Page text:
Department of Applied Environmental Science
Dr. Jimmy Guilinger joins Department of Applied Environmental Science as new Assistant Professor
Dr. Jimmy Guilinger is a new Assistant Professor in the Department of Applied Environmental Science at CSUMB. He is currently teaching Geology/Hydrology (GEOL 260), Geomorphic Systems (GEOL 360), River Hydrology, Assessment and Monitoring (GEOL 460), Environmental Policy and Management (ENVS 500), and Watershed Systems (ENVS 560).
Dr. Guilinger is also taking over the CSUMB Watershed Geology Lab (previously ran by Dr. Doug Smith). In doing so, he is aiming to incorporate undergraduate and graduate students into exciting new research projects centered around process geomorphology, sediment dynamics, terrestrial remote sensing, geospatial analysis, and watershed hydrology.
We recently touched base with Dr. Jimmy Guilinger to learn more about his professional background, personal interests, and goals for the school year.
What led you to CSUMB?
During grad school, I had the opportunity to teach a lot of different geoscience-related courses ranging from introductory earth science all the way up to 5-week long intensive geology mapping capstone courses in the backcountry (aka - Field Camp). I really enjoyed teaching these courses and knew that I wanted to continue doing research in an environment that fosters both student-centered learning and applied research on environmental problems. So when I saw this job opportunity to teach geology and hydrology classes in AES and lead the Watershed Geology Lab, I knew it would be a great fit. So now here I am!
What is your background?
I was lucky enough to have been born and raised in the town of Boulder, Colorado, along the foothills of the Rockies. Something unique about me is that my dad, uncle, and grandfather are all geologists, so I spent a lot of summers in high school and early college roaming around western North America prospecting for minerals. Those experiences shaped me and eventually led me to become a geologist who focuses on physical landscape changes in response to environmental or human-caused disturbances (aka - geomorphologist). Most recently, in my Ph.D. and postdoctoral studies, I focused on monitoring and understanding erosional processes in mountainous terrain that recently experienced wildfires, including the occurrence of destructive debris flows (referred to in the news as mudslides). A broader understanding of the conditions required to produce debris flows and flooding is important. These events are dangerous if you’re in their path and can negatively impact aquatic ecosystems and our water supplies.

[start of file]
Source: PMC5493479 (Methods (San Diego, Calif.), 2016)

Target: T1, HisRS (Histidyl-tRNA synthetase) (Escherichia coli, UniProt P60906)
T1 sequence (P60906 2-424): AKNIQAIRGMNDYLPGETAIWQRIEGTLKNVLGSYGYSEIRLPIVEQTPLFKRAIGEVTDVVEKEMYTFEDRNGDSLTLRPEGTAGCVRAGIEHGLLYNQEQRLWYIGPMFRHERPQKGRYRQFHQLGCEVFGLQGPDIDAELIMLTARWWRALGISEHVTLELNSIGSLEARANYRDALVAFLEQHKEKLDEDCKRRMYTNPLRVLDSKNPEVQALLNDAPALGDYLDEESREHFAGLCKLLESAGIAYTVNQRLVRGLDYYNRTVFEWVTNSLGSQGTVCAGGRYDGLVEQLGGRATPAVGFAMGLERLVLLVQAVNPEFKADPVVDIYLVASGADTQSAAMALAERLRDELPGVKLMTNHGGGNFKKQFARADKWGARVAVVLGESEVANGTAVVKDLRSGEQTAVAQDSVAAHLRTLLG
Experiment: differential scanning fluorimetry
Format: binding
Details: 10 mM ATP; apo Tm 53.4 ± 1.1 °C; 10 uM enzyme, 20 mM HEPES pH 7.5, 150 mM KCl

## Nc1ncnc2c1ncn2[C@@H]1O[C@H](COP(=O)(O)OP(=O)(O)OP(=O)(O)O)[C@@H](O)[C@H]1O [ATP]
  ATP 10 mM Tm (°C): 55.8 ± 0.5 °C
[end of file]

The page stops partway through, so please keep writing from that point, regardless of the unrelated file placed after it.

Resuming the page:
I have a B.S. in Geoscience from Boise State University (home of the blue turf, Go Broncos!), an M.S. in Geology from Idaho State University, and a Ph.D. in Environmental Science from the University of California, Riverside.
What are you most excited about in regards to your new position?